About a year ago, a TV adaptation of Hajime Isayama’s Shingeki no Kyogin (Attack on Titan, internationally) aired in Japan to critical acclaim. Ever since, this hit series has been invading television screens on both sides of the Pacific, garnering a huge following in a relatively short period of time.
The series depicts a world forced to retreat into a system of concentric walls as man-eating titans threaten its very existence. It follows the story of Eren, Mikasa, and Armin, from the day their city was attacked by the Colossus Titan to the day they graduate from military academy and join one of its four Corps.
Attack on Titan has the typical Shōnen approach: the protagonist seeks power, and—through strenuous training—wages war against formidable opponents. However, the series’ outstanding storytelling transforms the typical into the exceptional.
What adds to the mystery and thrill of the anime is that no details are disclosed about the titan, the antagonist, at the beginning. This has played a huge role in inciting people to join the show’s ever-growing fanbase as the excitement to discover the nature of the villain grows.
The story’s most prominent feature is the unconventional character development. Viewers are only given a taste of the characters’ past in conversations or short flashbacks. Thus, most of the characters have a mystery of their own, and shock is imminent as the episodes reveal (or audiences deduce) the relationship between their origins and the main storyline.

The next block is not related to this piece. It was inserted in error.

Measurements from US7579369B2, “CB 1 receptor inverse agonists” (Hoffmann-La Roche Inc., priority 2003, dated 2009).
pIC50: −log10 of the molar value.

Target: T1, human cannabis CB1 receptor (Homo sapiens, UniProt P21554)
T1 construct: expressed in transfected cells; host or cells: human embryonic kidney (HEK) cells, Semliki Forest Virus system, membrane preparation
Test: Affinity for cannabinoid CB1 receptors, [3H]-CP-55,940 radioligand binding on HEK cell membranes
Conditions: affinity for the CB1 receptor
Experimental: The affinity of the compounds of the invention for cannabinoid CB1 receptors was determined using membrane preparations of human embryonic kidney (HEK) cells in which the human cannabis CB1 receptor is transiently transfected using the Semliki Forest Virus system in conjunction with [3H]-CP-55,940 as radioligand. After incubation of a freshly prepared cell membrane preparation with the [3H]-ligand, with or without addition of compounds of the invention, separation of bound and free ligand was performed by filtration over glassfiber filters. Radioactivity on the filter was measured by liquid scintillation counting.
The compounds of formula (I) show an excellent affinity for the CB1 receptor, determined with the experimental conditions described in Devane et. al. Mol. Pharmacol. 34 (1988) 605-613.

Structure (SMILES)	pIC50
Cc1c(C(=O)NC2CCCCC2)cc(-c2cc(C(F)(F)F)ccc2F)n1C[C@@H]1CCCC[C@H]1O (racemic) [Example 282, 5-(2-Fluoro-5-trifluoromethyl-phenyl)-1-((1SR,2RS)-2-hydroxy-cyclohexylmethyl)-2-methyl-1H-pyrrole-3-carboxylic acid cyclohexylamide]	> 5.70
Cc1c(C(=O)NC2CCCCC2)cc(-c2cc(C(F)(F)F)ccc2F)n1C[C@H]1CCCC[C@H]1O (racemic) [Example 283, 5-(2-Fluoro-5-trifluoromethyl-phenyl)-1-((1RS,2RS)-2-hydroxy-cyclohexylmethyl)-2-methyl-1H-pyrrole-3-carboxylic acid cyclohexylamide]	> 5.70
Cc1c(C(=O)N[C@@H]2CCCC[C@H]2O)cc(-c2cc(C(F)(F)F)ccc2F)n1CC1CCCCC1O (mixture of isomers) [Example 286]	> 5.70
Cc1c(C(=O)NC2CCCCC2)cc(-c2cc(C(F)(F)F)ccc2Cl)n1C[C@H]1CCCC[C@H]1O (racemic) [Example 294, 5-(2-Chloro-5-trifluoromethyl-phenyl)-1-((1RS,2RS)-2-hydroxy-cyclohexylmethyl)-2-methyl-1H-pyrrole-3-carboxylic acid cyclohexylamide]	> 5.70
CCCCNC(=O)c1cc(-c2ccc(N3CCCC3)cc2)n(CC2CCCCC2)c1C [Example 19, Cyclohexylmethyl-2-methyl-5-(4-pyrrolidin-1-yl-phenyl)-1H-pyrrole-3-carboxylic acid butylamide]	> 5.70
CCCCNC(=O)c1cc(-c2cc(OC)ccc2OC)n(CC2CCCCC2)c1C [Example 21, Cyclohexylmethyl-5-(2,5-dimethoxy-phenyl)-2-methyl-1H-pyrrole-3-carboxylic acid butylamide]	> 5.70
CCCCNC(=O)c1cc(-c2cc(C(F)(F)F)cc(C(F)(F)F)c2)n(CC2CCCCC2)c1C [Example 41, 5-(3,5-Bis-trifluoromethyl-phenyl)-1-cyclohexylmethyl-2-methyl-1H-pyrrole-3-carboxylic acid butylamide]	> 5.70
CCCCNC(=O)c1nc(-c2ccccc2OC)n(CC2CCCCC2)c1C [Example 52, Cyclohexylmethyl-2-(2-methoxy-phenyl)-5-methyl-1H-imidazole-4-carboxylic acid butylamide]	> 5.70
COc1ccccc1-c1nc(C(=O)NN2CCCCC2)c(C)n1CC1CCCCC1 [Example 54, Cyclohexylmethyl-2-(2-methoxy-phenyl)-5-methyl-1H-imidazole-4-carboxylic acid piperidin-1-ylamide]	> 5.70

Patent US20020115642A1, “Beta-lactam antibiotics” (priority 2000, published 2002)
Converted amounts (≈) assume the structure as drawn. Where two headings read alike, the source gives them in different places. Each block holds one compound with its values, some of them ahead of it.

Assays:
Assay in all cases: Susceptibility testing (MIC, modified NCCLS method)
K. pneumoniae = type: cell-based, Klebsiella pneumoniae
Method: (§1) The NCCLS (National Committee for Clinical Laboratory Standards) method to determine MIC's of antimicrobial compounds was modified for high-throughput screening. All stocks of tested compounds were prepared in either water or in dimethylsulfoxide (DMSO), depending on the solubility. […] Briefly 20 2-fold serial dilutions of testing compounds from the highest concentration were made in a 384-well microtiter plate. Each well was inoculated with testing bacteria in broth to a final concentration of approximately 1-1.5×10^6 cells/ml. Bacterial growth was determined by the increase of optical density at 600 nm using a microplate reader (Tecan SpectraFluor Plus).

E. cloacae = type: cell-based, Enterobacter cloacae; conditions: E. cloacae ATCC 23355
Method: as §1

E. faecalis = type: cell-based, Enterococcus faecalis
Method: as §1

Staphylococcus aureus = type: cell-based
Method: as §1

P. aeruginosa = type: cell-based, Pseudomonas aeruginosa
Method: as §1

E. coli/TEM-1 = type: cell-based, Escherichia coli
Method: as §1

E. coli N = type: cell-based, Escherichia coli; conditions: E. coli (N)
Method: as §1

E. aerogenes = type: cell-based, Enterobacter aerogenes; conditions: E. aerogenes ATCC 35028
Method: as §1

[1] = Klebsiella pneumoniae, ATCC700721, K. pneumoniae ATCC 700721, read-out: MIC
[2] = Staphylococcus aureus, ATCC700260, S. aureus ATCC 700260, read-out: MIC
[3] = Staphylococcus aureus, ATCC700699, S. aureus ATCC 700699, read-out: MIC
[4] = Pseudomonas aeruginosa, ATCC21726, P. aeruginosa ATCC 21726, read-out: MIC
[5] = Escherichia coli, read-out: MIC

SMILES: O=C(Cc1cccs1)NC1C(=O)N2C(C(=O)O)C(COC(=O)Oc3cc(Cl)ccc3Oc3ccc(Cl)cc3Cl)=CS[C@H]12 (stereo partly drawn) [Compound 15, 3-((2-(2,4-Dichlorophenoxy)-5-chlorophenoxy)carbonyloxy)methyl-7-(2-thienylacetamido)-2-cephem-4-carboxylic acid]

This a double-edged sword, however. If the individual storylines are not handled carefully by the time the series ends, the characters will end up feeling one-dimensional, which will present a major flaw in this very promising anime. Such build-up requires a decent ending, and the way Attack on Titan concludes will either mean eternal success or complete failure.
Attack on Titan follows a dark path. Characters regularly die in the most violent and graphic ways. In that context, getting attached to a character other than the main three leads to dreadfulness and disappointment, which is exactly the intent of the creator. The angrier viewers get over the death of a character, the more they are inclined to root for the characters remaining, emphasizing the fragility of mortality.
A glaring flaw in the anime is its slow pace. A chase, for example, lasted three episodes in the second arc of this season. Viewers grew increasingly unsatisfied at the end of each of those episodes, due to the fact that long scenes killed the thrill in that part of the story.
Nevertheless, it should be noted that slow pacing is normal in animes. It is far more convenient a solution to extend the series rather than bridge the gaps of plot with filler episodes that just kill the anime.
On top of great and promising content, the series is perfect at a technical level. With excellent visuals and exceptional sound, Attack on Titan is aesthetically breathtaking.
Accordingly, the intricate details observed in the fight scenes, what with blood spatter, colossal hits, and burning flesh in every other episode make it − technically speaking − the best anime of its time.
Attack on Titan is the Game of Thrones of anime. It is a must-watch series that leaves a strong impression. And—considering it’s only aired for one season so far—that’s saying something.